Air handling unit system (AHU) is one of the series of mechanical systems that regulate and circulate the air through the ducts inside the buildings. In a commercial setting, air handling units accounted for more than 50% of the total energy cost of the building in 2013. The energy efficiency of the system depends on multiple factors. The set points of discharge air temperature and supply air static pressure are important ones. ASHRAE Standard 90.1-2010 requires multi-zone HVAC systems to implement supply air temperature reset. Energy is wasted if the set points are set constant. However, the waste has never been quantified. The objectives of this study were to (1) develop and validate a mathematical model, which can be used to predict the system performance in response to various controls, specifically the set-point control strategies, and associated energy consumption, and (2) to recommend measures for optimizing the AHU performance by optimizing the setting schedules.
In this research, a gray box model was established to evaluate the performance of an AHU. Individual components were modeled using energy and mass balance governing equations that represent the inherent physical processes and interactions with other components. Engineering Equation Solver (EES) was selected for system simulation due to its capabilities of finding the solutions of a large set of complicated equations. The model was validated using two sets of sub hourly real time data. The model performance was evaluated employing Mean Absolute Percentage Error (MAPE) and Root Mean Square Deviation (RMSD). The model was used to create the baseline of energy consumption with constant set points and predict the energy savings using two different reset schedules.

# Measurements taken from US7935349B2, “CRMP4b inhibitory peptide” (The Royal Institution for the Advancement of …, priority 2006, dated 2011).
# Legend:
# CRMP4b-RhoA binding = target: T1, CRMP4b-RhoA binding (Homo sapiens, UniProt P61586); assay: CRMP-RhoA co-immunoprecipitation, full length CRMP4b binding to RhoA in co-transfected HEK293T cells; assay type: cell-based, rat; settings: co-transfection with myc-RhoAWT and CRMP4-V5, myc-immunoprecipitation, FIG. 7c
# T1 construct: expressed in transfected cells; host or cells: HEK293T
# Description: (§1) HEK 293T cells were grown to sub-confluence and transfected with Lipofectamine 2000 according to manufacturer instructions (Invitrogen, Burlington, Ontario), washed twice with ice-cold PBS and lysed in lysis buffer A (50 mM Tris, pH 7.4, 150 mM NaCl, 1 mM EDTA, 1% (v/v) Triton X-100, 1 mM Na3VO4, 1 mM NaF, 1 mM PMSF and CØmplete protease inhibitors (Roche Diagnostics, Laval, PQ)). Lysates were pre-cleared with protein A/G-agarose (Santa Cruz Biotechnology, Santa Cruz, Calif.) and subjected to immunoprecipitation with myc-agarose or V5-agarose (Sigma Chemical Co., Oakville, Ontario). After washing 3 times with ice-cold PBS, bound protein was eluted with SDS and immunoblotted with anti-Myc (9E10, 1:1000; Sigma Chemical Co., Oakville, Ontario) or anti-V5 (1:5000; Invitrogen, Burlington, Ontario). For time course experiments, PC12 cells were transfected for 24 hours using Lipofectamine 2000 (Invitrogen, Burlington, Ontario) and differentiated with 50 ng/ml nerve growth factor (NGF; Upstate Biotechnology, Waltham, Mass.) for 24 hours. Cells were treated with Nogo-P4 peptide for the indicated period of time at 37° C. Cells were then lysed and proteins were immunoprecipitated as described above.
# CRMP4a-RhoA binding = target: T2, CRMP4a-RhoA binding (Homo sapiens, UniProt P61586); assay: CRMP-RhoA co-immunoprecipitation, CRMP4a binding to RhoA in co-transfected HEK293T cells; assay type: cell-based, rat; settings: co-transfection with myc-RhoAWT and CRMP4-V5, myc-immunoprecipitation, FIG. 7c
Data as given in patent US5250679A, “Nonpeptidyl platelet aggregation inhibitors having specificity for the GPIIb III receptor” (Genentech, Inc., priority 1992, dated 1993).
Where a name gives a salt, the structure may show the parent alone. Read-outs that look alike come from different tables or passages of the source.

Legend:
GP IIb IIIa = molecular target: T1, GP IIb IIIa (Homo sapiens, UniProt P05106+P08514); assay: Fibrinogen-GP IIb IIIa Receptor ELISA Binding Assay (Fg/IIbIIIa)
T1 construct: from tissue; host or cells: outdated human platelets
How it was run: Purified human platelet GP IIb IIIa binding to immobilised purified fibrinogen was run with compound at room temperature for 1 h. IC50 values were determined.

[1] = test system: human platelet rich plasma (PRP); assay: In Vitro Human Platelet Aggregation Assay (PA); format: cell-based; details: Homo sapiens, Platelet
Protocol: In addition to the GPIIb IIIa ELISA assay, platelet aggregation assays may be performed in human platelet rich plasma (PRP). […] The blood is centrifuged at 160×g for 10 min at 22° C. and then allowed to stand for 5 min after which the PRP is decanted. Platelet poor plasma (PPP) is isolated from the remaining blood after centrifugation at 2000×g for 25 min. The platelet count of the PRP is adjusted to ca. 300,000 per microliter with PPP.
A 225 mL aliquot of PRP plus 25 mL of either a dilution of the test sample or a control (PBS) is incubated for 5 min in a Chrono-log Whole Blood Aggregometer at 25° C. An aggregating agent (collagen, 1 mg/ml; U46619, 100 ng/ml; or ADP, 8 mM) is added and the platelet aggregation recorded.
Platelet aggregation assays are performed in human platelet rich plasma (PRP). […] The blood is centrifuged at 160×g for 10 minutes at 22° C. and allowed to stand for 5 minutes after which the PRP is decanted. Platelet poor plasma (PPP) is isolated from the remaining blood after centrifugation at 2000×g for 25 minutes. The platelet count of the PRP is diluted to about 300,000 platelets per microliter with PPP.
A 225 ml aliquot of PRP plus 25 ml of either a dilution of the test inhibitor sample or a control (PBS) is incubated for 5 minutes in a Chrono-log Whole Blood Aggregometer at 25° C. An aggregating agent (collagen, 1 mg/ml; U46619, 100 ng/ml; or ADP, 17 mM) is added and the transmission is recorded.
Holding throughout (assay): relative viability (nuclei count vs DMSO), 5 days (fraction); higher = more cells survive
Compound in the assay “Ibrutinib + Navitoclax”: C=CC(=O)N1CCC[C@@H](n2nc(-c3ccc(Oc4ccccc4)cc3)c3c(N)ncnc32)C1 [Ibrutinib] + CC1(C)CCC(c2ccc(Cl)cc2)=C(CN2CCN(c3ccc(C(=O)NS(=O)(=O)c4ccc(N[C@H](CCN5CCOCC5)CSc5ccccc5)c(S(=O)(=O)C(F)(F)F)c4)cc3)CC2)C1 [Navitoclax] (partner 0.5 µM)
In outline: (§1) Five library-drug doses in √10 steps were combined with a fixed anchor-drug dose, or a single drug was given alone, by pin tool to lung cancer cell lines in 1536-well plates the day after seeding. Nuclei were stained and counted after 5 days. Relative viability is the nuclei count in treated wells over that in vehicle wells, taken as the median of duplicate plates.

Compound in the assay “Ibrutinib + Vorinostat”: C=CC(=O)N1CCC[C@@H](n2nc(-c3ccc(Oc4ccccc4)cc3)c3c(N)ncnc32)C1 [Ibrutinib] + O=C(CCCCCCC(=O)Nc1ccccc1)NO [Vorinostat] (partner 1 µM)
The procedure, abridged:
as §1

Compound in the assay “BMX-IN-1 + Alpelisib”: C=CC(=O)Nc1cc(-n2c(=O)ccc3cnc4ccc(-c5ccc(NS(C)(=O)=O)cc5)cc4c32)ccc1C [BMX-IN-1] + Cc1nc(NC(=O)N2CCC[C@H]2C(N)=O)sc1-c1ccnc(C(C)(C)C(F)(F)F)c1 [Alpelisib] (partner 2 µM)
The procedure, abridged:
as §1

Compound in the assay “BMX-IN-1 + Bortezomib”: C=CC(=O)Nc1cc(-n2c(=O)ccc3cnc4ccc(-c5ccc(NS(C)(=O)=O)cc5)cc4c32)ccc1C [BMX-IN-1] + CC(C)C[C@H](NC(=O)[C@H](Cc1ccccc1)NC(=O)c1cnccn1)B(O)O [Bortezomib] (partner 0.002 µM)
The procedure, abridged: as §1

The AHU, which serves the entire basement of a campus building on IUPUI campus, was used for this study. It normally has constant set points of discharge air temperature and supply air static pressure. The AHU was monitored using sensors. The data were filtered and transferred to a Building Automation system. Operation information and design specifications of the AHU were collected. Two reset schedules were investigated to determine the better control strategy to minimize energy consumption of the AHU. Discharge air temperature was reset based on return air temperature (RA-T) with a linear reset schedule from March 4 to March 7. Static pressure of the supply air was reset based on the widest open Variable Air Volume (VAV) box damper position from March 20 to March 23. Additionally, uncertainty propagation method was used to identify the dominant parameters affecting the energy consumption.
Results indicated that 17% energy savings was achieved using discharge air temperature reset while the energy consumption reduced by 7% using static pressure reset. The results also indicated that outside air temperature, supply airflow rate and return air temperature were the key parameters that impact the overall energy consumption.